Another operating system upgrade, another battery drain problem. Apple's latest iOS update, which the company released Tuesday to fix a Wi-Fi connectivity problem, has users complaining that their iPhones are losing power faster than ever. Not that this is anything new: the iPhone 3G and iPhone 4S had similar issues pop up when Apple was trying to figure out their bugs. With those battery-suck problems behind us, and thanks to some help from users on the Apple forums, here are three (and a half) quick tips on making your phone live longer with iOS 6.0.2.
Let It Drain
Possible Solution: In a twist on the trusty turn-it-on-and-off-and-on-and-off-again trick, some forum users have found that all was solved after they upgrade their OS, let the battery run all the way down, then charged up to 100 percent again. User Nikodrive says that his battery life seems to be better after a "complete charge." One user actually did the turn-it-on-and-off-and-on-and-off-again trick, which worked for her.
Actual effectiveness: Imperfect. Forum user .Zaph's experience is just one example of the full-drain strategy not working: "I let my phone (iPhone 5 btw) drain completely until it turned off and then charged it to 100%. Then I let it sit idling all night again and saw a 9% drain in less than 8 hours. So this hasn't resolved the issue." And, even Nikodrive isn't the sure the trick will hold: "I can't say if it's really solved the problem..."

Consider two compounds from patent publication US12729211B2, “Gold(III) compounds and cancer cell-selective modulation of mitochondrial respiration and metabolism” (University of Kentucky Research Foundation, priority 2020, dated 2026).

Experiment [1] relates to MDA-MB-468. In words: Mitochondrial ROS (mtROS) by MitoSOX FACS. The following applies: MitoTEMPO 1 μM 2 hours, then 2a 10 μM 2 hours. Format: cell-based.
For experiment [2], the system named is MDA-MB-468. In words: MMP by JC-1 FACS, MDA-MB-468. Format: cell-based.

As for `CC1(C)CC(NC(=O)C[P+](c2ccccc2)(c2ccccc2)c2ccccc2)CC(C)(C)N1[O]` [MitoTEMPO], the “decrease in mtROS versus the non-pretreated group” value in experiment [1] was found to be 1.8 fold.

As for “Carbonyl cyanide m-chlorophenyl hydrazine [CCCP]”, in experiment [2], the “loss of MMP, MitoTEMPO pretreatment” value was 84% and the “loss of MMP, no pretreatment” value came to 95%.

Turn Off Your Wi-Fi
Possible Solution: This iOS update came out specifically to address Wi-Fi connectivity, and one savvy forum user investigated whether Wi-Fi might be part of the problem. So user Kickerstop turned off his wireless altogether and has been drain-free for up to five hours ever since.
Actual effectiveness: About as good as a Band-Aid. Not being able to use wireless obviously makes your iPhone not very useful, and it also defeats the purpose of the iOS 6 fix to begin with. It also hasn't worked for everyone, like user Jakeman007, who has turned off Wi-Fi, iCloud, and iTunes Match to no avail.
Possible Solution: Some users have suggested a Device Firmware Update, a last resort for resintalling the operating system. OSXdaily has a straightforward explanation of how to do that using iTunes.
Actual effectiveness: Unclear. One person saw a decline in battery life after trying the DFU reset. Others just threatened to do it, after nothing else worked.
Complain and Wait It Out
Possible Solution: If enough people make enough noise about the issue, Apple might acknowledge the existence of the battery problem and (hopefully) put out an update. Writing on the forums helps get attention. But one user suggests sending more formal complaints to Apple here.
Actual effectiveness: Slow. It's possible Apple won't listen happen, even though it has in the past — the company put out a fix for iOS 5 and the iPhone 4S's battery complainers. Note that this strategy involved the exact kind of patience most iPhones have trained their users to get eliminate from their daily lives.
This article is from the archive of our partner The Wire.